The third thing I decided was that I was not going to keep it a secret. In India, to a large extent, cancer is still not really talked about. It’s kept quiet and within close circles — maybe your family, maybe your close friends would know, but people don’t really talk about it. But, I decided to pick up the phone and call everyone. It was cathartic. And, I decided that I didn’t want anyone coming to see me with long faces. I didn’t want anyone coming in and giving me that look that says, “Oh my God, poor you. Are you going to die tomorrow?” I didn’t want that look, because I’m not going to die tomorrow. So, I also told everyone, “If you’re feeling upset about the fact that I’ve got cancer and you’re feeling weepy, do your tears at home. Don’t weep in front of me.” I sent those kinds of messages! In fact, my mother-in-law, who had moved in with me to help take care of my nutrition and diet, said “You’re telling more people about this than you told about your National Award!” For me, it was important to ensure that I wasn’t overwhelmed with sympathy or pity. I didn’t want people coming to visit and making those clucking noises over me. I also never asked, “Why me?” I think this helped me not to do that.

As far as the dance community is concerned, when I said that I was still going to have the performance on the 21st, just three weeks after surgery, they supported me. I personally couldn’t dance, but I had my troupe performing. I had my surgery, I was home on July 10th, and on July 13th I was at my studio ensuring that rehearsals were happening. Before I could even register that I had had surgery, I was busy with my dance. There was a national festival that I was curating, with 11 of the supernova dancers of India performing and I just focused on that. And, the whole dance community just said, “Fantastic. Good for you.” In turn, I just kept doing what I loved — traveling and performing.

I have no idea what to say. You really are something.

(Laughter) Well, I don’t know. But, I’ll tell you another thing … I don’t know how it is in the US, but going out here with a bald head is not really something we do. When I lost my hair to chemotherapy, it was quite difficult. For some time, I did wear a hairpiece. But, eventually I just gave up. I said, “You know, I think I look nice bald.” And now, there’s a photograph of mine in some newspaper under the title “Bald Beauties of India!” And I thought, “This is all I need now!” And you see, that was also part of what I did — I laughed. I laughed and laughed. I kept my spirits about me.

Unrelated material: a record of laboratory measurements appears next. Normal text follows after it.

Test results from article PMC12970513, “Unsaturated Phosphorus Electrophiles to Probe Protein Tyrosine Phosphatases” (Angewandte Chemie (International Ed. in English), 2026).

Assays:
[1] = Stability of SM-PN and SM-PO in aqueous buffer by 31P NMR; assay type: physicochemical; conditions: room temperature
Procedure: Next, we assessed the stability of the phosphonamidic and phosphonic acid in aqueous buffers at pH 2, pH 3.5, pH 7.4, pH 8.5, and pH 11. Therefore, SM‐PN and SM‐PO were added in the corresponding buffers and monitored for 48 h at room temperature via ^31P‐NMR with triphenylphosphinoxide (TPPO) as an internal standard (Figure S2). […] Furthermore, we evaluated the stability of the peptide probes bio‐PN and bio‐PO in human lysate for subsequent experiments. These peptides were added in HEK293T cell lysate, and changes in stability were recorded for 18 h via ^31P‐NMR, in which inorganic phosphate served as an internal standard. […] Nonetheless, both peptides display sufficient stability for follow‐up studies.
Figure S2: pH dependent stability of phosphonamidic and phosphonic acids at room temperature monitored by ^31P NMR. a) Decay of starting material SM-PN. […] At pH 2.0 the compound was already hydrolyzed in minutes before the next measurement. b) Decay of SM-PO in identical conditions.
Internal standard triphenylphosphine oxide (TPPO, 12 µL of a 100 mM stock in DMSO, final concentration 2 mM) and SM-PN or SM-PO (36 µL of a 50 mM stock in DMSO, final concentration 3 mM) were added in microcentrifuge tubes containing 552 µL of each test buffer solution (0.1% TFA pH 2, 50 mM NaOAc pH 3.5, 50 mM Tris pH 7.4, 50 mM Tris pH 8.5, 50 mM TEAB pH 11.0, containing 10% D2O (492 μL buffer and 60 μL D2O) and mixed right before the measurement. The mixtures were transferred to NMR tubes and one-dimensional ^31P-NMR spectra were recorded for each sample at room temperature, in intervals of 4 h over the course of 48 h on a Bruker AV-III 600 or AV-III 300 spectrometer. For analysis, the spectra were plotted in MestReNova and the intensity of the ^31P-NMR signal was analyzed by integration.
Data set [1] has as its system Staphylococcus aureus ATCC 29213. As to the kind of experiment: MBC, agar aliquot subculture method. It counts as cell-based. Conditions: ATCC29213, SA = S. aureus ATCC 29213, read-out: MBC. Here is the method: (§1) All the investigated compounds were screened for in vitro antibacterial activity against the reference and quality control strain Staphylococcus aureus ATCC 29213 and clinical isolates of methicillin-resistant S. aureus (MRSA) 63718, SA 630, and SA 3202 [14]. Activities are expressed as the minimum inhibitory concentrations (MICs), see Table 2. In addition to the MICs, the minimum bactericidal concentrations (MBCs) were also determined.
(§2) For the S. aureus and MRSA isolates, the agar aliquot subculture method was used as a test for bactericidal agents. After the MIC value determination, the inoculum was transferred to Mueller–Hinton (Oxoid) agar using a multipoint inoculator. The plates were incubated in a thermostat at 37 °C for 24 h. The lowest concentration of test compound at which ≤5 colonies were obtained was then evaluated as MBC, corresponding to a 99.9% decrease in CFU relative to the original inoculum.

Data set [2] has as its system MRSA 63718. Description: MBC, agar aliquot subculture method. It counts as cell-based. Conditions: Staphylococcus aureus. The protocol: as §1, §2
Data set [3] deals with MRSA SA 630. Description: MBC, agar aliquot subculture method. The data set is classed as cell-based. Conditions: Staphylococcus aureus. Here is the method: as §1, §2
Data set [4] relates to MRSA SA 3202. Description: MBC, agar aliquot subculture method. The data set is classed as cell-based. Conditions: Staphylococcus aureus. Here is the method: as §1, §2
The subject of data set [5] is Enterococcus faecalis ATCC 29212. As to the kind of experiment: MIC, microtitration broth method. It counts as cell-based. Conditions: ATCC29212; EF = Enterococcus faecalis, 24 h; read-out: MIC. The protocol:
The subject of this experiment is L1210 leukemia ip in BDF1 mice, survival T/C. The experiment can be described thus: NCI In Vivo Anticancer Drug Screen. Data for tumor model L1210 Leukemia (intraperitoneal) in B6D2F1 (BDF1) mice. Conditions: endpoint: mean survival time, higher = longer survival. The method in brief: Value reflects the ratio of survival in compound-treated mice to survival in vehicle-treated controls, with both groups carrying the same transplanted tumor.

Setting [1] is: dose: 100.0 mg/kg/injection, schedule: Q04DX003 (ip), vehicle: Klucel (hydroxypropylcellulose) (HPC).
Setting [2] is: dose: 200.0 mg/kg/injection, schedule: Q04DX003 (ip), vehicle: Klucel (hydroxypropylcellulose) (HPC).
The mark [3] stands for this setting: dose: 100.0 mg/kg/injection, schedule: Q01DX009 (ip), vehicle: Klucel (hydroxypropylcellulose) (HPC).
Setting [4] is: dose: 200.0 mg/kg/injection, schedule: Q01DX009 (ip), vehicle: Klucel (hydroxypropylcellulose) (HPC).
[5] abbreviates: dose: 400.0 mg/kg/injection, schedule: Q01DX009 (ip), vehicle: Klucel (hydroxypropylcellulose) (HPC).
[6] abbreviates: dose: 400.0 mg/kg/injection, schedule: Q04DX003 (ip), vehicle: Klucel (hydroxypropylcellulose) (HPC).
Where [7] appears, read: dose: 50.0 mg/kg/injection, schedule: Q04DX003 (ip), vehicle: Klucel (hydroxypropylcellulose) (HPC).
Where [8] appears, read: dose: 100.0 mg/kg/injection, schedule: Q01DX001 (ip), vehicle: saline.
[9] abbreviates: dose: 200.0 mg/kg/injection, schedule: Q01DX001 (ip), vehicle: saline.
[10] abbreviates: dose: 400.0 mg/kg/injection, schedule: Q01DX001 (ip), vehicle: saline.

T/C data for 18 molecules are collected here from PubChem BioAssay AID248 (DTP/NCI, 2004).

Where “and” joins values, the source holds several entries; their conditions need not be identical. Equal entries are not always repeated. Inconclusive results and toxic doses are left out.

Also, some of my biggest support came from my husband and from my mother-in-law, who moved in with me. Now, most family members would tell you that you can’t dance, you have to rest, but they didn’t. My husband said, “Just do whatever you can and listen to your body.” My doctor said the same. So, I never felt that I was an invalid. I never got into that state, because my family was there to support me all the time, saying “You can do it.” And, usually I travel alone to perform, but for the last two years someone from the family accompanied me on every trip. Only in the last six months have I been traveling on my own.

As you tell your story, I can’t help but notice how you blend the modern and traditional in all you do. How do you balance those elements in your life?

You see, I was in an institute called Kalakshetra where I trained to be a classical dancer, from the age of 11 until 17. That really molded me and made me who I am today. When I came back to my city of Hyderabad, I started teaching and performing, at 17. I have always danced, and on a major level, dance is my tool of communication. Just like I speak English or another language, I speak in dance. And, what an image can say in 30 seconds, in language would take me ages.

In the late ‘90s, there were a lot of women’s issues being discussed in the newspapers, from dowries to female foeticide to rape to the treatment of widows. All of it churned my stomach. In Indian dance, women are often portrayed as the beautiful heroine waiting for her lord or her beloved. And I asked myself, “How can I portray this with what is happening around me?” That was what triggered the production I called “What About Me?” It was in English. I used contemporary English poetry by a senior police officer who was a woman, and I raised questions on the myth and metaphor I was performing and how that can be misrepresented in everyday life, causing gender issues. It had a fantastic run, because people came backstage and asked, “Are we really like this? Are we really behaving like this?” And, I said, “Yes. Sometimes, even without our own knowledge, we do it.”

But, I don’t think there is a dichotomy between the traditional and the modern because we, as human beings, cannot divest what has been received. We can’t rid ourselves completely of tradition because we do something modern. You can be both, and really, that’s what we all are.